History Repeats Itself?
Tar balls: Galveston's recovery from 1979 disaster gives hope for BP cleanup
Naysayers who worry the Gulf beaches of Louisiana and other southeastern states may never recover from the BP oil disaster can take hope from the example of what happened in Galveston, according to a fascinating NPR report.
The nearly eight minute story, on All Things Considered tonight, drew parallels between the current BP spill and a 1979 disaster, when a rig off the coast of Mexico, owned by the Mexican government, blew out, pouring oil into the Gulf of Mexico and coating Texas beaches. The well was not capped for 10 months.
Galveston went on to suffer three oil spills in five years as well as the wrath of Hurricane Alicia. Cheryl Jenkins, manager of Hendley Market, recalled the beaches were peppered with tar balls, but the multiple disasters did not kill off the tourist industry.
"It was just a fact of life — I mean, there was just going to be tar. And you just had ways to clean it off your feet, you had baby oil and paper towels. And you just figured out ways to cope with it," Jenkins told NPR.
Galveston recovered. By the late-1980s, tourists were back and the local fishing industry was thriving again.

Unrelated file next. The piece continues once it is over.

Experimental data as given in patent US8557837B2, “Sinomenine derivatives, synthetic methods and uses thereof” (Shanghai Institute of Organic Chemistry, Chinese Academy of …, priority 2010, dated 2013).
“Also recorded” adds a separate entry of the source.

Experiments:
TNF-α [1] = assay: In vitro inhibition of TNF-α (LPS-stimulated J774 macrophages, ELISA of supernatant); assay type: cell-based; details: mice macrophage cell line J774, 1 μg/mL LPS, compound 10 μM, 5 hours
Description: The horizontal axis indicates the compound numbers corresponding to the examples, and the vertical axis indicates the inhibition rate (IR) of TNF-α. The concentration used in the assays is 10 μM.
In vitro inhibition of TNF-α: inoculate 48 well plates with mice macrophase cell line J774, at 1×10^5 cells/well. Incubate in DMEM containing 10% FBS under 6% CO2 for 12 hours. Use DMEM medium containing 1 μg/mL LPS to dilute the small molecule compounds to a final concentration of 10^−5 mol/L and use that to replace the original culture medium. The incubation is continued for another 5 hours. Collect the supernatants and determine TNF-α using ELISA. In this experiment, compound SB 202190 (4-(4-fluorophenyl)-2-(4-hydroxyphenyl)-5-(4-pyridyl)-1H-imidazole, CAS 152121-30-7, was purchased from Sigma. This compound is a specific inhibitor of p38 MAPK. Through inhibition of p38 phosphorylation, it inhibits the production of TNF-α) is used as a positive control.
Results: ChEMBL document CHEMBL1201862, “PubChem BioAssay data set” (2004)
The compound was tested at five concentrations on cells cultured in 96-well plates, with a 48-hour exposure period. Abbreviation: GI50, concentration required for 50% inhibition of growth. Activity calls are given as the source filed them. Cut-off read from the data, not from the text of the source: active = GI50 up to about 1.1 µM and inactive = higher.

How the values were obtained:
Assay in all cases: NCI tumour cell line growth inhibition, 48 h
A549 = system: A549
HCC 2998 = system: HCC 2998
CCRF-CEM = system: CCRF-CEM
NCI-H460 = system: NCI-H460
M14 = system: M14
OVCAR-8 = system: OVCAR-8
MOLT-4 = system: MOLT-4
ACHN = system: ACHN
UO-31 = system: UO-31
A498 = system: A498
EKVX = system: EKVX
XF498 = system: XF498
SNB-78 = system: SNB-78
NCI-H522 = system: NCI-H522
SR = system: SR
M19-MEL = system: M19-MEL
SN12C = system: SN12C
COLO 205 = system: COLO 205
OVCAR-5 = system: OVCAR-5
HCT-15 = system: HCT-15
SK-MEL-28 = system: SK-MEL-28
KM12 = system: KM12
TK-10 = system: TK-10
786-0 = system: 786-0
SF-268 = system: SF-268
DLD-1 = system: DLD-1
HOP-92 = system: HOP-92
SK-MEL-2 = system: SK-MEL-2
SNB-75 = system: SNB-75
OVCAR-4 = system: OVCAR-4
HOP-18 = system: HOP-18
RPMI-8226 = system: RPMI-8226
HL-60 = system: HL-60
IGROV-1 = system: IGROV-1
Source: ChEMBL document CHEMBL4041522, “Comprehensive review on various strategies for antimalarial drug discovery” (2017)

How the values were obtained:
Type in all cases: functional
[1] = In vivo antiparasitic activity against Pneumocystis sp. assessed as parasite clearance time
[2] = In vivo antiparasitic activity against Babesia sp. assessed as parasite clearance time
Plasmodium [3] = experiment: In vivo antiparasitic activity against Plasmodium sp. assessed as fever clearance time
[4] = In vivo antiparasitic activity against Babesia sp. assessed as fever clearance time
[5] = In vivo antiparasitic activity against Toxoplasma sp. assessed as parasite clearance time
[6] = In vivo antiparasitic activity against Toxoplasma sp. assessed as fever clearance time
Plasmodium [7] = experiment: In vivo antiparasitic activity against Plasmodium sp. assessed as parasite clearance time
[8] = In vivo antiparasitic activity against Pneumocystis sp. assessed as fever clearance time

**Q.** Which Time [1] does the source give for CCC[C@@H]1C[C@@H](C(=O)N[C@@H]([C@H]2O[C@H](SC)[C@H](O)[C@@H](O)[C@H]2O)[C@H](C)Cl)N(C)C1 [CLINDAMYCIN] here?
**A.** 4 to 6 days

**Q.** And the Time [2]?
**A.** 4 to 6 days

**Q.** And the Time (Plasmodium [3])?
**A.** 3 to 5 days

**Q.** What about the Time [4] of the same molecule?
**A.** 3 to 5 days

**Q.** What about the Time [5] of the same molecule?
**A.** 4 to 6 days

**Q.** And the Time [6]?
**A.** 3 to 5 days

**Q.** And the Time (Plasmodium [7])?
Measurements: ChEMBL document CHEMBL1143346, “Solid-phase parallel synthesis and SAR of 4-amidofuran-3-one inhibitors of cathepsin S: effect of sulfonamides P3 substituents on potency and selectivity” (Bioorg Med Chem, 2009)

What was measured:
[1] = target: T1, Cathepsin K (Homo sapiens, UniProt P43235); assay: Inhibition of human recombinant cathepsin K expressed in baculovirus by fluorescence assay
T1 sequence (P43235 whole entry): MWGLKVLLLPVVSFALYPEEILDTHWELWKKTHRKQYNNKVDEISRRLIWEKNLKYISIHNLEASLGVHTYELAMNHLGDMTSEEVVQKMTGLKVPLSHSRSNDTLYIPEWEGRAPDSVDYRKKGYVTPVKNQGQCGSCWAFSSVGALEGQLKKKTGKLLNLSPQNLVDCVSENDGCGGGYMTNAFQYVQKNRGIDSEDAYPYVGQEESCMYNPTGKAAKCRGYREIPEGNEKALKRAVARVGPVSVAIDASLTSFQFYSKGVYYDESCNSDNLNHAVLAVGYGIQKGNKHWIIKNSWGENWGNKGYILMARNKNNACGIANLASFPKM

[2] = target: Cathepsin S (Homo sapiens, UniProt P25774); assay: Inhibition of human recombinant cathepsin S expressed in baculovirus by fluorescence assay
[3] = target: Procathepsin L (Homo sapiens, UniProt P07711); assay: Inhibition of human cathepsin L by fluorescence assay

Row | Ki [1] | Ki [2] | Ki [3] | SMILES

Of course, the BP disaster occurred from a much deeper well that spurted out a lot more oil. And the beaches of Florida, Alabama, Mississippi and Louisiana were a lot more pristine than Galveston beaches ever were before the BP spill.
Even so, for those grasping for hope amid all the mess, the Galveston example is reassuring.
On a less optimistic — and probably more realistic note — a story in Thursday's New York Times asserts that the Gulf likely can't be salvaged. With 4,000 offshore oil and gas platforms in the central and western Gulf, at least a half million barrels of oil had been spilled offshore even before the April 20 BP explosion. In addition, the ocean floor is littered with bombs and chemical weapons while runoff and waste continually drains into the Gulf from the Mississippi River.
Makes one wistful for a time when tar balls seemed to be the only problem.
Anyone who spent a childhood in Galveston in the late '80s and early '90s has a tar ball removal story that likely includes the smell of Turpentine and lots of scrubbing. What's yours?
Hear the NPR story:
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